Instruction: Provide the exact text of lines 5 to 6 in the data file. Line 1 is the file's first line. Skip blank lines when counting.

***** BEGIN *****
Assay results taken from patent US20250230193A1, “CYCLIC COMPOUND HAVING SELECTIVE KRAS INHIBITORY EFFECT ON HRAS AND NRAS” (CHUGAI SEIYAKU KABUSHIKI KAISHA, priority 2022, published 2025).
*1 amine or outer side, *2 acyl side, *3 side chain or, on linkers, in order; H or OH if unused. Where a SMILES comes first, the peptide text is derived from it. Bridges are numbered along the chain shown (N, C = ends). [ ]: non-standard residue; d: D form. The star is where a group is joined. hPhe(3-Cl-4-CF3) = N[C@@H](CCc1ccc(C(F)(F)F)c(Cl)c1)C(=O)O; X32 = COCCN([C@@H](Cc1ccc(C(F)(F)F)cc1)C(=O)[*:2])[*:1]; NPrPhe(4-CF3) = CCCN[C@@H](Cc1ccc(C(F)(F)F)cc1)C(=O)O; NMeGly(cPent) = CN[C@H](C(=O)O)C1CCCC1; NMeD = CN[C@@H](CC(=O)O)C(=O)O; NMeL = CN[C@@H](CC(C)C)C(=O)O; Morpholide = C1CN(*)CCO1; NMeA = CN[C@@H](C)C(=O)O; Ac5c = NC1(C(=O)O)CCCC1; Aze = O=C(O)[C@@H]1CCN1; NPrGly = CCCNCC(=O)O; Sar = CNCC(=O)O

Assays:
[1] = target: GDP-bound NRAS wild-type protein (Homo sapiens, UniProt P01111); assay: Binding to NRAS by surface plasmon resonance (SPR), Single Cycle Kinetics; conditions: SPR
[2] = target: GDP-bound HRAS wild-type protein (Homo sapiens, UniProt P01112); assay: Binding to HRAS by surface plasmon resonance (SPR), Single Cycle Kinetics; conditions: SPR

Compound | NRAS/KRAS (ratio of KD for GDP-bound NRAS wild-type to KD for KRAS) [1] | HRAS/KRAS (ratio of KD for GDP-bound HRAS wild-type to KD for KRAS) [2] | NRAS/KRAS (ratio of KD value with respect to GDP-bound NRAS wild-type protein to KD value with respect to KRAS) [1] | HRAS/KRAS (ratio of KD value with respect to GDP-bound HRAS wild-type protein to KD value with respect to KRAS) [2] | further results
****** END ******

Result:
[2] = target: GDP-bound HRAS wild-type protein (Homo sapiens, UniProt P01112); assay: Binding to HRAS by surface plasmon resonance (SPR), Single Cycle Kinetics; conditions: SPR

Compound | NRAS/KRAS (ratio of KD for GDP-bound NRAS wild-type to KD for KRAS) [1] | HRAS/KRAS (ratio of KD for GDP-bound HRAS wild-type to KD for KRAS) [2] | NRAS/KRAS (ratio of KD value with respect to GDP-bound NRAS wild-type protein to KD value with respect to KRAS) [1] | HRAS/KRAS (ratio of KD value with respect to GDP-bound HRAS wild-type protein to KD value with respect to KRAS) [2] | further results